The Senate unanimously passed the Uyghur Forced Labor Prevention Act, which is being considered by the House of Representatives. where an earlier version of the bill passed 406-3 in September 2020.
In recent months, the Biden Administration has threatened American companies with serious legal consequences of doing business with the Chinese industries charged with involvement in the Communist Chinese government’s exploitation of slave labor drawn from the Uyghur and other Muslim minority groups (AA, 9-1-21, P. 1).
The Biden declaration accused China of “genocide and crimes against humanity” and – like the Trump Administration before it – banned import of certain products from the Xinjiang region where the labor camps are located.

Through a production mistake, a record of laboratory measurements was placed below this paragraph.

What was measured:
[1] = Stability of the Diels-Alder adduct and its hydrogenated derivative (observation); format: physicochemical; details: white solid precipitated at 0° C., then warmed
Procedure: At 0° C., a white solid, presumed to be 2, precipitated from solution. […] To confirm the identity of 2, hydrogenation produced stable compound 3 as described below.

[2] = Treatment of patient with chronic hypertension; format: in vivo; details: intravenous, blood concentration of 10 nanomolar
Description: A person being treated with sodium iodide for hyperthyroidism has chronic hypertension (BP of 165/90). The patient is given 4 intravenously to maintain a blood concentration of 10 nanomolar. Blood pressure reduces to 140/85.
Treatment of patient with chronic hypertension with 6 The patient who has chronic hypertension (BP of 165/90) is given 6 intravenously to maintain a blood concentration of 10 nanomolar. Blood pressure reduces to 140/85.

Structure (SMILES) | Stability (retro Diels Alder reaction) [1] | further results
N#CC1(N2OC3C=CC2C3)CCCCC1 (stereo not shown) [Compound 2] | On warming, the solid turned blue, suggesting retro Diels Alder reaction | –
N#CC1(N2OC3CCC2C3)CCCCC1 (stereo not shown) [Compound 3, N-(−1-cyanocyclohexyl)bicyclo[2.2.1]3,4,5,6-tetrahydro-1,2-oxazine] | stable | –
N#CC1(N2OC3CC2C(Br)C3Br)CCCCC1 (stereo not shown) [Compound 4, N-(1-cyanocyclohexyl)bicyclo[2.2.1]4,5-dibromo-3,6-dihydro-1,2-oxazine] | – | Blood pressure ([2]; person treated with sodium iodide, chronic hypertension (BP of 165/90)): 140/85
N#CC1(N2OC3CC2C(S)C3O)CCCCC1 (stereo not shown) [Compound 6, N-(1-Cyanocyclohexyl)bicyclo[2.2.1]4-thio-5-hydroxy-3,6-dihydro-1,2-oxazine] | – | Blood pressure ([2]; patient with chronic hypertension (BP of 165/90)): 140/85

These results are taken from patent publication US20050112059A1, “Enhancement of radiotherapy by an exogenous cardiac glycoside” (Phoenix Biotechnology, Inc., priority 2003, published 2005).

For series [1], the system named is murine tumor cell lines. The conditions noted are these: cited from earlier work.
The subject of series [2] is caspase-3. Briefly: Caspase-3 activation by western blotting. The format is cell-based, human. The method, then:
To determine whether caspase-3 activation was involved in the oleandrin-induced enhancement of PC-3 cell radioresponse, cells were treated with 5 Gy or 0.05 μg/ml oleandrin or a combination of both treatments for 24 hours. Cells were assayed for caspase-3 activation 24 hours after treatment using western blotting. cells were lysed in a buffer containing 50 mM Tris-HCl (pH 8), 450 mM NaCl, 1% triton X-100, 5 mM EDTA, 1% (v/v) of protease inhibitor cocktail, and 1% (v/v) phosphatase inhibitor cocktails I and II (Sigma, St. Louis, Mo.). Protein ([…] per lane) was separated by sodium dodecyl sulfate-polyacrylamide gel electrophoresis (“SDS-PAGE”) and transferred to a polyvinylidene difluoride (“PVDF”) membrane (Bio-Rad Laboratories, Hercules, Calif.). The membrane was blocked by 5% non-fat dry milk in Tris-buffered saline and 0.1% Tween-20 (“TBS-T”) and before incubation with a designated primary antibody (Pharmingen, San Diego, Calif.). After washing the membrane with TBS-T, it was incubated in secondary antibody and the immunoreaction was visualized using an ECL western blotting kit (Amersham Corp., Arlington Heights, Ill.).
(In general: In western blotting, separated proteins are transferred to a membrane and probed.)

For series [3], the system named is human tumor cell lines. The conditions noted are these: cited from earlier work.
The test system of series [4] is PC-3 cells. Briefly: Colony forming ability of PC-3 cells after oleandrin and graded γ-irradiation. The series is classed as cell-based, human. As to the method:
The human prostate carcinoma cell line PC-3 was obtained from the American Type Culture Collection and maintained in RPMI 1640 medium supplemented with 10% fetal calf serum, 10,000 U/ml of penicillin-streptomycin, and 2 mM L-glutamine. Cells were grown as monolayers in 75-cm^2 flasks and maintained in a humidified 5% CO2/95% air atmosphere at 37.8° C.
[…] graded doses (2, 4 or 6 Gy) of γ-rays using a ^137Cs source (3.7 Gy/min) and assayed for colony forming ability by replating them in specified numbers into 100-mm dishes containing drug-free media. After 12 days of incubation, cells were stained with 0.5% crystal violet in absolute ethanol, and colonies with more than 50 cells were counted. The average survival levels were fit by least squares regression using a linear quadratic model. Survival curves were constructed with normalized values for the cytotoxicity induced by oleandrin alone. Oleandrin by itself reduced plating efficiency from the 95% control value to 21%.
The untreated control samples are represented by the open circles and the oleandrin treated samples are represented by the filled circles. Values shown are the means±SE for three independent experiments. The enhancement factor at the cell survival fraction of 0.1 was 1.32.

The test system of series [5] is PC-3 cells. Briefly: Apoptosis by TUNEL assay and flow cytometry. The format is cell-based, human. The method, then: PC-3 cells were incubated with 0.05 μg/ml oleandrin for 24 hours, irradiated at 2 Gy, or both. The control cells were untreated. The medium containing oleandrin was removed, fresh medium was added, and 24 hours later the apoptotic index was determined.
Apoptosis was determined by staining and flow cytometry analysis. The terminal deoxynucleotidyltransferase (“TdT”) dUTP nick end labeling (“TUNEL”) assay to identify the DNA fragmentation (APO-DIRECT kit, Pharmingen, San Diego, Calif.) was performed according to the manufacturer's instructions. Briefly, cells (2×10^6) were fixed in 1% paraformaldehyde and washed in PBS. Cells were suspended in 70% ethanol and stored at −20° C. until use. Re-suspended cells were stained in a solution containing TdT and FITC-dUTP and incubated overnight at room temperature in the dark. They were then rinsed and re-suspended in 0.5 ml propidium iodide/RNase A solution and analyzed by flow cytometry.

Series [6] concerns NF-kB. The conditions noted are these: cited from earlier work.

The bill sets a new standard for goods produced in Xinjiang, banning all such goods unless Customs and Border Protection can firmly establish that they were not made using forced labor.
The legislation reverses what had been the previous burden of proof, creating a presumption that goods produced in Xinjiang involve forced labor.
“This increased burden of proof will no doubt create a burden for some U.S. importers,” say attorneys Ju (Lindsay) Zhu, Sarah Rathke and Daniel Lonergan of the law firm of Squire Patton Boggs. For example, some estimates have suggested that Xinjiang supplies more than 80% of Chinese cotton.
A State Department advisory also describes a range of other industries and products where Uyghur forced labor may be present, including electronics, solar energy, motor vehicles, agriculture, coal, uranium and asbestos.
If the bill is enacted, U.S. companies will need to increase their awareness of what goes on in their Chinese supply chains. Some international human rights group make this information available, and importers will be expected to perform their own investigations. However, it is likely U.S. companies will require guidance from the CBP before acting.